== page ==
New research is also finding that the skeletal system plays an important role in sustaining overall youth, metabolism, and vitality by releasing a protein called osteocalcin. Once released, osteocalcin acts like a hormone by signaling fat cells to release adiponectin, which increases glucose sensitivity. Osteocalcin also increases insulin production in the pancreases, boosts testosterone production in men, promotes bone mineralization, and slows the process of muscle loss associated with aging. These are all incredible benefits! Reduction of muscle loss is an especially important factor in regards to aging.

The good news is that it might be possible to increase the amount of osteocalcin released by the skeletal system and therefore slow the aging process. Osteocalcin is released by bone cells called osteoblast, and preliminary research indicates that their formation is supported by eating a diet rich in whole foods containing vitamins, minerals, and phytonutrients, and by maintaining a regular exercise program that includes resistance training. Calcium is only one factor in maintaining healthy bones. Optimum skeletal health depends on the complex interaction of hundreds of nutrients, hormones, and neuro-skeleton electrical signals that naturally follows a creation-based lifestyle!

References:

Human Bone Formation and Osteoblast Differentiation
Peripheral Signaling Involved in Energy Homeostasis
Testosterone and Osteocalcin

Originally posted 2012-11-26 21:55:00.

Lose fat, improve your health….with whole fat dairy?

There is a misconception, pehaps a result of the low-fat craze or the desire to blame our health problems on one cause, that whole fat dairy causes increased body fat and a number of other health problems.  Many have also stopped drinking milk or eating dairy products because of the health problems that can be caused by lactose.  In this article I will explain why the right kind of dairy is actually healthy and why many people don’t have to worry about eating lactose.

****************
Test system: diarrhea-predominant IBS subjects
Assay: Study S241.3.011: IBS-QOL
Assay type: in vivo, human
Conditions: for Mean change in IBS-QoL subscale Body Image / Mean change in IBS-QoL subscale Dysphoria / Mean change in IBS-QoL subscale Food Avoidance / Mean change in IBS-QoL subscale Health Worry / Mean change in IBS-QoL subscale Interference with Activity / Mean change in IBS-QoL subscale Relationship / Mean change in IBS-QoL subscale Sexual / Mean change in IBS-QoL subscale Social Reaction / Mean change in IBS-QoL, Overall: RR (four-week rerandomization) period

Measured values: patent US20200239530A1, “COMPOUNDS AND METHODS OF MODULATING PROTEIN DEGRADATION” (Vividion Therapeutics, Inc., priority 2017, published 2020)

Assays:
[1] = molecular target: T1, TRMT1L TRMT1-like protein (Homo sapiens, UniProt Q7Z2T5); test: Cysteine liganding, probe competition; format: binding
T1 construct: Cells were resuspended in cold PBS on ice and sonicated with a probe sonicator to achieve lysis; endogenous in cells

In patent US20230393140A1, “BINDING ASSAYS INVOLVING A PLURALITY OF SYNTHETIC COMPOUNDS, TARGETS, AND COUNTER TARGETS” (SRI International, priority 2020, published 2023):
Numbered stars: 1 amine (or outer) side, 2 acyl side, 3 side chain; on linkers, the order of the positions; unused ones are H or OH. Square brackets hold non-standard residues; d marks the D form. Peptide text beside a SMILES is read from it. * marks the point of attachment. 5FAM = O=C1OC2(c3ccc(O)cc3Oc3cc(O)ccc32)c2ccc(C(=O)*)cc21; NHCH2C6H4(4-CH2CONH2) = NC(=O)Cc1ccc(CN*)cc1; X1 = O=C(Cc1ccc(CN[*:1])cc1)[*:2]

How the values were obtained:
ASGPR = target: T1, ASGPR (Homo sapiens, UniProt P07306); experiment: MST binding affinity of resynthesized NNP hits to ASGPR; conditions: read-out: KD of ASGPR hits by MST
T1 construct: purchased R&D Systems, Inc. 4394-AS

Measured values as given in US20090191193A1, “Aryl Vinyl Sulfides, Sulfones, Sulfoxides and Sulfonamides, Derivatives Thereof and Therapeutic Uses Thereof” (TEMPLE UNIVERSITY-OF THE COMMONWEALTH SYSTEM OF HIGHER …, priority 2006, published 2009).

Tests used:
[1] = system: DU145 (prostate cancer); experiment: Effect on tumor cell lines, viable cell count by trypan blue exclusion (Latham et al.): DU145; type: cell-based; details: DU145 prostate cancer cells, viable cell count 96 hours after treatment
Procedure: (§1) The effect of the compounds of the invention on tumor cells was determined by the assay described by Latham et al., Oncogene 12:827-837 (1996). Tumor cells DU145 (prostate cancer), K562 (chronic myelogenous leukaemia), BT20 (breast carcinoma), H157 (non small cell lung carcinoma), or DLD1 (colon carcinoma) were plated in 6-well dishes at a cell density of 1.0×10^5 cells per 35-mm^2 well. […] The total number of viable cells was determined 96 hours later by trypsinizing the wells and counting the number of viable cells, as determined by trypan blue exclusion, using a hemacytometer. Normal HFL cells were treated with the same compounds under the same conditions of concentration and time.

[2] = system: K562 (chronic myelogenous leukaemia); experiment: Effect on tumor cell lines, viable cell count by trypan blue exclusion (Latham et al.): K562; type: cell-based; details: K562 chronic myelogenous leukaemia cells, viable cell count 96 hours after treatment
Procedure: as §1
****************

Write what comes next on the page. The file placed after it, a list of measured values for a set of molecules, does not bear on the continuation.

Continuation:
While it can be difficult to wrap our minds around, especially given the message we’ve heard over and over againt that eating fat is bad, whole fat dairy can actually promote fat loss when coupled with an overall healthy diet.  Here’s how: high quality, whole fat milk contains a specific type of fat called coagulated linoleic acid (CLA) that may contribute to fat loss.  In addition to it’s potential fat-loss benefits, CLA also has anticarcinogenic properties.  Since non-fat milk doesn’t have any fat it doesn’t have any CLA either.  Also, CLA is only found in milk from cows that eat a natural grass diet.  By contrast, most cows raised in industrial dairies eat grains like corn rather than natural grass.  You can ensure your milk is from grass fed cows by looking for a label that says “pastured” or “organic.”  Organic milk has to come from cows that have been, at a minimum, partially pastured.  Also, cows that produce organic milk haven’t been treated with growth hormones.

Moreover, whole milk from pastured cows is rich in nutrients and has the ability to satisfy hunger.  Feeling full is an important part of being able to lose unhealhty weight, and whole milk helps accomplish this more than non-fat, low-fat milk, or other sugary drinks like soda or juice.  Milk from pastured cows is also rich in potassium, high quality protein, vitamin A, calcium and vitamin K2 (which isn’t found in industrially raised cows).  Together, these nutrients work together to support lean muscle mass, strong bones, and healthy teeth. Therefore, when milk replaces other less nutritious calories it can improve your overall health. 

Milk from pastured cows has even greater benefits when found in other forms.  For example, regular consumption of yogurt can have an even more pronounced effect on feeling full.  Yogurt also contains high amounts of iodine, an extremely important nutrient for women’s health.  It also contains healthy bacteria for a strengthened immune system and improved digestion.  Another benefit of yogurt is that those who are lactose intolerant can often eat it without any problems, as the bacteria in yogurt break lactose down into easily digestible sugars.

Cheese is another little recognized health food.  Cheese is especially high in K2, a vitamin that is different from the common form of Vitamin K and is gaining recognition for its importnant role in bone heath and preventing artherosclerosis.  Cheese is also high in calcium and protein.